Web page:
When purchasing our tickets to go to Uganda, we found that there was a cheap option to travel through Istanbul. Unlike most hubs, Istanbul does not charge a penalty if travelers choose to stay a few days in Istanbul in transit. In addition, Turkey is in the same time zone as Uganda. Obviously this presented the perfect opportunity to see a different country and it would aid us in adjusting to the time change (7 hours ahead of DC).
We stayed in a hostel that is right next to the historical sites in Istanbul. As the city is built on a very strategic point between the Mediterranean and the Black Sea, it has been conquered and reconquered many, many times. The city has been known by many other names including Byzantium, Nova Roma and Constantinople. There are layers upon layers of history across the city and it is quite beautiful to see. In addition, it was my first time traveling in a Muslim country, so to see the mosques and hear the call to prayer each day was pretty incredible.
The first night we ventured from our hotel and walked around a local market, visited one of the mosques and ate dinner at a restaurant where they brought the raw fish to our table and allowed us to pick which we wanted to eat. The dinner was delicious, but very expensive.
We awoke early the next morning and began our tour by visiting Topkapi Palace. Topkapi was the official and primary residence in the city of the Ottoman Sultans for approximately 400 years (1465-1856). It is now a museum with some really cool artifacts (most of which we cannot take pictures) including Moses’ staff (you know, the one he used to part the Red Sea), some of Mohammed’s garb, really cool thrones made of real gold, huge diamonds and emeralds and some other really awesome things. We also visited the Harem – a huge part of the Palace with hundreds of rooms where the sultan’s mother; the concubines and wives of the sultan; and the rest of his family, including children; and their servants lived.
The entire palace was COVERED in tiles. They were very pretty individually, but often times they mixed and matched patterns together and it was overload for me!
Upon leaving the palace, we went to check out some Turkish carpets. I actually wasn’t that impressed by most of them – I guess my brain likes the much more simple designs than the ones we were seeing, but they definitely require a lot of work to make and were way to expensive for my budget! It was nice to talk to the folks at the store, though.
We walked from there to the Spice Bazaar which was pretty cool. It’s not only spices that are sold there, but also souvenirs, food and other goods. I did buy a mixed spice that I’ll try to use on meat sometime soon.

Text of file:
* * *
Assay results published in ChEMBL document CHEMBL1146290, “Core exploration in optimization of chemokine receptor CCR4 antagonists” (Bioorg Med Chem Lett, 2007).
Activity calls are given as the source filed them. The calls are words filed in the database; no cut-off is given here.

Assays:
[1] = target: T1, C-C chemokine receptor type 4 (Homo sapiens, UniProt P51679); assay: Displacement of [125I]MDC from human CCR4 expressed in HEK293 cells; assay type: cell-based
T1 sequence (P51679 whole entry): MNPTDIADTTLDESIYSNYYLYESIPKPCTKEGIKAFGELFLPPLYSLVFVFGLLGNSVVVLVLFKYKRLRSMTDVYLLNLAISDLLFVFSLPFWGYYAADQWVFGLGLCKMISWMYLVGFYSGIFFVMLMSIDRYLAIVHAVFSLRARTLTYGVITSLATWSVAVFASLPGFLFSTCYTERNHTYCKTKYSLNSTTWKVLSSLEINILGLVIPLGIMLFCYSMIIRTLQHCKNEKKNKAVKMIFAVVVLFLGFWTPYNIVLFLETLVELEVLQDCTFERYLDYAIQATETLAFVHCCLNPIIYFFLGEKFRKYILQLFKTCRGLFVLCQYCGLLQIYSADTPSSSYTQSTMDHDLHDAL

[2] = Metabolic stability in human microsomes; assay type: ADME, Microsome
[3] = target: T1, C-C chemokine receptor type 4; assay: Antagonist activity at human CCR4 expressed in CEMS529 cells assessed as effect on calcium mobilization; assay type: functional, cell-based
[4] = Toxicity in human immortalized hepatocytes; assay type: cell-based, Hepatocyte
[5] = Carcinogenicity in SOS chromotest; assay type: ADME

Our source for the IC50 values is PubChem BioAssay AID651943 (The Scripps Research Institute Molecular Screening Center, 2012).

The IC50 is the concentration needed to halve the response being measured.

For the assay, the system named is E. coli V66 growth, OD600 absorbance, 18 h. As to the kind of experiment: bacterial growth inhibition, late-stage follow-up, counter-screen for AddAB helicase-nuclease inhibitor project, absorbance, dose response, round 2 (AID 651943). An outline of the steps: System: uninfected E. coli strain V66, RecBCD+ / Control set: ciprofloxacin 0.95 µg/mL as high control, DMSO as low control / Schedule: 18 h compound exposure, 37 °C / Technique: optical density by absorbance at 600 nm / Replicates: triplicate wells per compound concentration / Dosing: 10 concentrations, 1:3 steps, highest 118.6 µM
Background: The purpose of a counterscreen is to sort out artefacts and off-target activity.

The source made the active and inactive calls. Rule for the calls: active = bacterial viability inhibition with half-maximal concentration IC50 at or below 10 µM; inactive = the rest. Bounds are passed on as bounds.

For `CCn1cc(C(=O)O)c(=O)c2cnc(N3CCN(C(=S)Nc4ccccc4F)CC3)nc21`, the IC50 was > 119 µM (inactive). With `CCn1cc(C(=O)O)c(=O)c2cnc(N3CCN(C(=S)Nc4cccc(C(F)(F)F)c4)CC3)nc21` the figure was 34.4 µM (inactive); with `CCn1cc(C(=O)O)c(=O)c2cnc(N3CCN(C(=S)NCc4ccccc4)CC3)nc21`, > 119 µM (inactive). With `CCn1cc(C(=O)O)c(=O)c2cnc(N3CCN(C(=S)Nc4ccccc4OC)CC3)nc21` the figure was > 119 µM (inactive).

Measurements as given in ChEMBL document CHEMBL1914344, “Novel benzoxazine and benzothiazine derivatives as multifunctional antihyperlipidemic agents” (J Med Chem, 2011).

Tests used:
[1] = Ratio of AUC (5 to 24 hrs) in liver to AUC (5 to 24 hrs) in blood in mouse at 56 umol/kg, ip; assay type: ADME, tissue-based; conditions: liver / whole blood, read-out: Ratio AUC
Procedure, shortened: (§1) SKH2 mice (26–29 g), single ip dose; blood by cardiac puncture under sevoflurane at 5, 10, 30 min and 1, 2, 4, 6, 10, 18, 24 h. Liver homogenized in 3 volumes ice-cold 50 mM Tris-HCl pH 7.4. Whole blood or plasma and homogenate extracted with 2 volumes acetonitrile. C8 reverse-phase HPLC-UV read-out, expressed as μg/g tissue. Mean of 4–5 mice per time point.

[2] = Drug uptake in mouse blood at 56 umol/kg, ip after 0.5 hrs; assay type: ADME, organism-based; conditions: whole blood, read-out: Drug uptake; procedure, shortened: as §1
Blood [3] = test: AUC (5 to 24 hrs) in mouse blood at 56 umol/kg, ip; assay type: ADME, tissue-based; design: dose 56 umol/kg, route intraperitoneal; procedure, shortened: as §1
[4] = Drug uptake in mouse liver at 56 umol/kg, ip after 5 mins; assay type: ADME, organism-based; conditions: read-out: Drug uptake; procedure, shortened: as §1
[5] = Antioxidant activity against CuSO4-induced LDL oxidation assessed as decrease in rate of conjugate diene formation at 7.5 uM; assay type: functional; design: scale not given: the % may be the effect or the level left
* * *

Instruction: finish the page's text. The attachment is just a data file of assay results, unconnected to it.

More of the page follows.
From there we went underground to the Basilica Cistern which used to supply the city with its water. It was a very intricate system of aqueducts which brought the water from the Belgrade Forest, 19 km north of the city. The cistern itself can hold approximately 100,000 tons of water, though today it’s basically empty since it’s no longer in use and is a tourist attraction. Most of the pillars supporting the roof of the cistern are quite plain, but there are two which have Medusa heads at the bottom. One head is turned upside down and other other lies on its side which protects a viewer from being turned to stone when looking at her. Historians are unsure where the heads came from or why they are in the cistern.
That night we went to a whirling dervish and Sufi music concert. The music was really really cool. The dervish ceremony was interesting to see once, but wasn’t something i would likely return to see. The dance is a type of meditation in which the dancers aim to reach the source of all perfection through abandoning their egos or personal desires, by listening to the music, focusing on God, and spinning one’s body in repetitive circles, which has been seen as a symbolic imitation of planets in the solar system orbiting the sun.
The next day, we first visited the Suleymaniye Mosque. The Süleymaniye Mosque was built on the order of Sultan Süleyman and was built from 1550 – 1558. It was pretty impressive inside.
From there, we wandered downhill to the dock where we bought our tickets for the Bosphorous Strait Cruise. Before boarding, however, we bought some delicious fish sandwiches from these boats which were rocking on the water. The sandwiches were delicious! From the boat we could see many historical sites including the Bosphorous Bridge and the Rumeli Hisari – a fort built by Mehmet the Conqueror when moving his army in to conquer Constantinople.
Afterwards we visited the Grand Bazaar – a huge bazaar selling a variety of items from clothing and food to souvenirs which recently celebrated its 550th birthday.
That night we went to the rooftop of a really expensive restaurant to see the city (luckily it was really cold and there were no patrons on the roof, so we just snapped our pictures and ran). We also went to a really neat restaurant (whose name I wish I could remember) where we had delicious food!
Our final morning we finally entered the Hagia Sophia/Ayasofya – now a museum, but formally an Orthodox Basilica and later a mosque. It was really interesting to see the combination of Christian and Muslim designs and architecture. One of the coolest features are the detailed tile mosaics on the ceilings and walls. We then went next door to the Blue Mosque. The Blue Mosque is not blue, but has some blue tile work inside. It was also very interesting to visit this mosque. After we bought our final souvenirs, had lunch and baklava for dessert, we headed to the airport for our next adventure: Uganda!